Wednesday , Sep , 17 , 2008 Oly Sandor

The Hibachi effect: three ways Gilbert Arenas’ latest injury impacts Washington Wizards


The Hibachi effect: three ways Gilbert Arenas' latest injury impacts Washington Wizards

This summer, the Washington Wizards ignored Gilbert Arenas’ past knee surgeries, rolled the dice on his health, and signed him to a six-year, $111 million contract.

Right now, their gamble looks to have backfired. Today, Wizards’ executive Ernie Grunfeld and team Doctor Marc Connell announced that Arenas has undergone another knee operation.

“After Gilbert’s normal course of rehabilitation was ramped up, he experienced some swelling and discomfort in his knee,” said Connell. “A subsequent MRI showed that the knee is structurally sound. The decision was made to perform an arthroscopic lavage procedure, during which a moderate amount of debris was removed after saline solution was washed through the knee. The presence of debris is common with the nature of his previous injury. This was a proactive procedure that will enhance his rehabilitation process.” (Wizards.com)

Early reports have the All-Star missing November only. However, his injury has lingered for months and ‘The Hibachi’ could be on long-term injured reserve for some time.

Arenas’ latest surgery impacts the Wizards in three ways:

1) Arenas is a cult-hero. Fans love his trash talking, read his world-reknown blog, and try beating his Halo scores. Without his persona making headlines and selling jerseys, Washington loses its national profile.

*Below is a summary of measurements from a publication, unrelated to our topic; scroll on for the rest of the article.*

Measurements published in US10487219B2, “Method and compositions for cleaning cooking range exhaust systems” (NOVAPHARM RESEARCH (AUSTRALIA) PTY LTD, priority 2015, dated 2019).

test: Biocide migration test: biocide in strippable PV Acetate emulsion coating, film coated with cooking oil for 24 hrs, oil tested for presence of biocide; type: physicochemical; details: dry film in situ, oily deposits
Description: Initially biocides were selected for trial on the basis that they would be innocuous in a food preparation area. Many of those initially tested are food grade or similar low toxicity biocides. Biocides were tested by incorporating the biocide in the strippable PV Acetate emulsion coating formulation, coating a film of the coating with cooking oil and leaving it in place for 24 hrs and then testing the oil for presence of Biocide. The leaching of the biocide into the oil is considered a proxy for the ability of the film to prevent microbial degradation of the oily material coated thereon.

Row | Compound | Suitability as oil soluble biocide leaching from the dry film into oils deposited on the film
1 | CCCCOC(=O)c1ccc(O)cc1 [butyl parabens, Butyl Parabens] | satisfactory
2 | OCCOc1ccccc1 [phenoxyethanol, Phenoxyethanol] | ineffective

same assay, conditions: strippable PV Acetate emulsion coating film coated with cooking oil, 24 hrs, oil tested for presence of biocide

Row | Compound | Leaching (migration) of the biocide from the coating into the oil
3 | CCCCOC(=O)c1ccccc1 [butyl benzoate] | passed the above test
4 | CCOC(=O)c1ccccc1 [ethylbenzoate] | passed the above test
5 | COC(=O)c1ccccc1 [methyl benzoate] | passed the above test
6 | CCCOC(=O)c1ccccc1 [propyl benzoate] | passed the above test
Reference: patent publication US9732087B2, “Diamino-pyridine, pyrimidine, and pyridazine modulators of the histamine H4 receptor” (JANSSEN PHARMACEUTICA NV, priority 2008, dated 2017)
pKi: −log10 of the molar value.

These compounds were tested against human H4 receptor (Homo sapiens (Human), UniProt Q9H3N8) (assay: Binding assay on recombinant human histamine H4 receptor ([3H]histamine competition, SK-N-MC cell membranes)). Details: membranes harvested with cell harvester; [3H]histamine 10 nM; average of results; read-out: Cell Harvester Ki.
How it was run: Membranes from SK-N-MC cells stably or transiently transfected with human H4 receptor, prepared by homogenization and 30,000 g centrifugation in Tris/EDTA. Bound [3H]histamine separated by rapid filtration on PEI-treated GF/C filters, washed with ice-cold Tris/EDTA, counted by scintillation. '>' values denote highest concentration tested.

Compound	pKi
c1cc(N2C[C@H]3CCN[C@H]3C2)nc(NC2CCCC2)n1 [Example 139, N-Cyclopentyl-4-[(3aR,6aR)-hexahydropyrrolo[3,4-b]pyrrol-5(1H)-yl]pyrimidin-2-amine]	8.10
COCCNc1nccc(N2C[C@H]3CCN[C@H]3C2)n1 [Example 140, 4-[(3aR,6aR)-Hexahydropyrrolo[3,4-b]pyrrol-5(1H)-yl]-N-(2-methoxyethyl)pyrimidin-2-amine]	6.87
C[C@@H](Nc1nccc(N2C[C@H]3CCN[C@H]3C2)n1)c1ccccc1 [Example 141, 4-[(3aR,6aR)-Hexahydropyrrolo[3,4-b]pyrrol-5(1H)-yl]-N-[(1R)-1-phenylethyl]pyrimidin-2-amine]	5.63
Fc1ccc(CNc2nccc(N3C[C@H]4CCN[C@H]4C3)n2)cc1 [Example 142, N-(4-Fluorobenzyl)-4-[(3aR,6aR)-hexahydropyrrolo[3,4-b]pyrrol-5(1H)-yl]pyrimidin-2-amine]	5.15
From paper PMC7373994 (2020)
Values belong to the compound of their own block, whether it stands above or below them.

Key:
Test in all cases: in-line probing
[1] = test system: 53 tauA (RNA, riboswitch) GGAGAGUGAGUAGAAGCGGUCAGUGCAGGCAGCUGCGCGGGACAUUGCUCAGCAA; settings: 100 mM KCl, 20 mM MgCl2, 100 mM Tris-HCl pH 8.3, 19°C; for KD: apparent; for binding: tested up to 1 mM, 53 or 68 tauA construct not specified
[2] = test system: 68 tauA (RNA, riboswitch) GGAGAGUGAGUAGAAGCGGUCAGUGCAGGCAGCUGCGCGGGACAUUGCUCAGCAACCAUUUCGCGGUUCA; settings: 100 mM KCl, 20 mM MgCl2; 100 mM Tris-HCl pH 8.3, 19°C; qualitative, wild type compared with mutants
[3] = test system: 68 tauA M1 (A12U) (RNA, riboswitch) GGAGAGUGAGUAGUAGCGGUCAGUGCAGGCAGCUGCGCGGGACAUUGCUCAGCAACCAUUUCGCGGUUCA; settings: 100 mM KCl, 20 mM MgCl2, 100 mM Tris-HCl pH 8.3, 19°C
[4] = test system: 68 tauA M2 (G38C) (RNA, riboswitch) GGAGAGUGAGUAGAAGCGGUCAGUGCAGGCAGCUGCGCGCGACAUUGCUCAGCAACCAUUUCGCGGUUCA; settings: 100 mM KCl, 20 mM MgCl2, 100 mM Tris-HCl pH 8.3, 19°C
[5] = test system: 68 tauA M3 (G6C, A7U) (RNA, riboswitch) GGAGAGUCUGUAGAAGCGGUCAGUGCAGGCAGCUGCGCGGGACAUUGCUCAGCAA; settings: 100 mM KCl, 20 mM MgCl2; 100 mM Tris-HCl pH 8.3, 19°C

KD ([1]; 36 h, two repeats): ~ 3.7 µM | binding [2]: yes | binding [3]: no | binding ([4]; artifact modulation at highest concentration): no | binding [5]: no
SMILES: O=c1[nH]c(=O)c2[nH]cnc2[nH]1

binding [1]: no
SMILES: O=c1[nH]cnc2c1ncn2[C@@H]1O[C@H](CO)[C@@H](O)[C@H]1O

2) Arenas’ big-ticket deal could become a big-ticket cap killer. The Wizards gave the combo guard $111 million because they hoped he’d regain his form from 2005-06. This looks unlikely after several surgeries and eighteen months mostly spent watching. If he’s not playing or posting big numbers, his contract hurts the club’s salary structure.

3) Washington could face another identity crisis like last playoff. With Arenas playing, they were a high scoring, guilty pleasure. Without Arenas, they improved on defense, but sometimes struggled with shooting. Instead of meshing these styles in training camp, they’ll have the harder task of ironing-out kinks mid- season.

Look for Antwan Jamison and swingman Caron Butler to again step-up during Arenas’ absence. Jamison just signed a contract extension this summer. Butler, fresh off his second All-Star game appearance, could take the next step as a two-way star.

This duo should cover the club on-court. Of course, Jamison and Butler will also be covering the front office’s $111 million gamble on Arenas’ knee, too.

Is Arenas’ latest injury proof Washington shouldn’t have extended him for $111 million? Get at us with thoughts in the comment box below and return to HoopsVibe The Blog for more NBA throughts. Photo courtesy of wizardsdotcom.